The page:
7 fireballs in 1 night
Some big meteor showers can fizzle while some small ones can roar! That’s the unpredictable nature of meteor showers. Mid-July kicks off a busy meteor season in the Northern Hemisphere. The Perseids and the Southern Delta Aquariids are the main sources of this activity. The Alpha Capricornids are a minor source of meteors, which peak during the last week of July, usually producing no more than five meteors per hour at best. But on the night of July 25-26, 2023, this meteor shower put on a blazing show.
The Alpha Caps, as we call them, are best known for producing bright fireballs. Surprisingly though, meteor cameras all over the world have been capturing an unusual number of these fireballs. This is earlier than normal, as we expected most of the fireball activity during the last days of the month and the first few days of August. For me, these Alpha Cap fireballs began on July 18, with one each night on the 20th, 23rd and 24th. The cameras caught none on the 25th, but then an incredible six shot past the cameras on the 26th.
Still images of the 6 Capricornids
Here’s a closer look at each of the fireballs from the video above.
First up is an Alpha Cap fireball that flashed in front of Pegasus, a constellation far from the radiant.
The second fireball included a fainter meteor heading in the opposite direction. These were nearly simultaneous Alpha Caps. The fireball shot eastward while the fainter meteor shot westward.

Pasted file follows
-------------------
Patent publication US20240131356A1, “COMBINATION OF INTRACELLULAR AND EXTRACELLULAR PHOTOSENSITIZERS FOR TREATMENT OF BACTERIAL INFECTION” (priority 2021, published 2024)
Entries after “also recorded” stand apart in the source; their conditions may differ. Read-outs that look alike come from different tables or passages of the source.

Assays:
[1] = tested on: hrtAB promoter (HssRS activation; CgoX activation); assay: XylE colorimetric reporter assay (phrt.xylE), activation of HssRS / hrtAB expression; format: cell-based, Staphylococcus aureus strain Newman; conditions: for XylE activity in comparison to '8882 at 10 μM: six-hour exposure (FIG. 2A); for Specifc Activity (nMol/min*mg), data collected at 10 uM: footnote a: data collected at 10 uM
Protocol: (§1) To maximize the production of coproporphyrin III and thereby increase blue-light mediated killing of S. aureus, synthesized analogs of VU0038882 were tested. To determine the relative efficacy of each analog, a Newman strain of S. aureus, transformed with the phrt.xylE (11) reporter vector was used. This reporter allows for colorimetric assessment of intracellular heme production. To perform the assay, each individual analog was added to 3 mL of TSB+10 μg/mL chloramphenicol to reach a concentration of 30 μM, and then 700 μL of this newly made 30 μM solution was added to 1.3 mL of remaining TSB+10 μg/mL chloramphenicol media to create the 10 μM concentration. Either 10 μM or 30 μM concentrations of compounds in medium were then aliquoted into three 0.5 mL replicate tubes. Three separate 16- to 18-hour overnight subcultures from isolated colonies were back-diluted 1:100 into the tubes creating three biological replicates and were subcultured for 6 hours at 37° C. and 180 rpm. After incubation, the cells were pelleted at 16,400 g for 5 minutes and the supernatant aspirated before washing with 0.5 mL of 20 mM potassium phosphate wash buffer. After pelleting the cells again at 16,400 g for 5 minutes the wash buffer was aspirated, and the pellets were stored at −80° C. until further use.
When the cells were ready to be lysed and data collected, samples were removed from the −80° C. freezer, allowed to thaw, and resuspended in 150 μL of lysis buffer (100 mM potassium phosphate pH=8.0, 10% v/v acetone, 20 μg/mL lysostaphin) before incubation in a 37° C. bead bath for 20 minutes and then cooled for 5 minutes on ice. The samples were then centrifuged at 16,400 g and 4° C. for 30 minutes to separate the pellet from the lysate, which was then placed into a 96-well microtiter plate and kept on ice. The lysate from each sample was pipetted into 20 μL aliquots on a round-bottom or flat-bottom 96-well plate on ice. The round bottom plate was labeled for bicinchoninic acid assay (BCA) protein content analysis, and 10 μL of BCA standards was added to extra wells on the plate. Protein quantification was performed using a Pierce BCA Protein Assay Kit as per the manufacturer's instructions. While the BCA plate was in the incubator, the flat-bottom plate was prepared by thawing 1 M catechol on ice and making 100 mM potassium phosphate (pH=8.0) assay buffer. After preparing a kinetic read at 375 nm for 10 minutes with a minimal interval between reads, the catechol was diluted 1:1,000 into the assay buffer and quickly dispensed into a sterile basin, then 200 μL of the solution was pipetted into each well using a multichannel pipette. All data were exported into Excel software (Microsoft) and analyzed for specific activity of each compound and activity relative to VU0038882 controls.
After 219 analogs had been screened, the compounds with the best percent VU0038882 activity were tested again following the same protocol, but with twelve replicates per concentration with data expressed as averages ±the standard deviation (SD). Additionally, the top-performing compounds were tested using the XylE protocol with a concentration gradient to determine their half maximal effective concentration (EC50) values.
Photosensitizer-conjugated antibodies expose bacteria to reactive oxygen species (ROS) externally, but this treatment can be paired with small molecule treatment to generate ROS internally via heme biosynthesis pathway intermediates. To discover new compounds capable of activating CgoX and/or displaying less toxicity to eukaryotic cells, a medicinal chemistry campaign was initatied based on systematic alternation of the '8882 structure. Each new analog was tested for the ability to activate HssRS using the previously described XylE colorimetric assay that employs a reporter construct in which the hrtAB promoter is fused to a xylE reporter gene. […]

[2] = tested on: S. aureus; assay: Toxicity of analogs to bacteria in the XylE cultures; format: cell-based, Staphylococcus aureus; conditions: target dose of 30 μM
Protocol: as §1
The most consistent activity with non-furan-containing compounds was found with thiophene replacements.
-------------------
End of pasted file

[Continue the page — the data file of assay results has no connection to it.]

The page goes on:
The third Alpha Cap was a double bursting fireball in Sagittarius.
The fourth Alpha Cap streaked past Saturn in Aquarius.
The fifth Alpha Cap had a terminal burst. It appeared near Cassiopeia.
The sixth and final Alpha Cap from July 25 to 26 passed in front of a camera with a spectral slide. Thus, we got a view of the meteor’s spectrum.
A non-Alpha Capricornid fireball
On any given night you can see stray meteors and sometimes even fireballs. Such was the case on this night with the Alpha Capricornid fireballs. Check out the gorgeous stray fireball below.
There’s still time for you to see an Alpha Cap fireball
What does this all mean? Well, Earth is obviously entering an area of space where these Alpha Cap fireballs are more numerous. They should increase and peak near the end of the month. The full moon on August 1 will badly hamper the viewing of the regular meteors from this shower. Fortunately, that won’t affect these fireballs, as they’re all brighter than the planet Venus, and you can easily see them through the most intense moonlight.
Bottom line: If you wish to get out and see some celestial fireworks, get out and view the Alpha Capricornids. They are active all night long this time of year!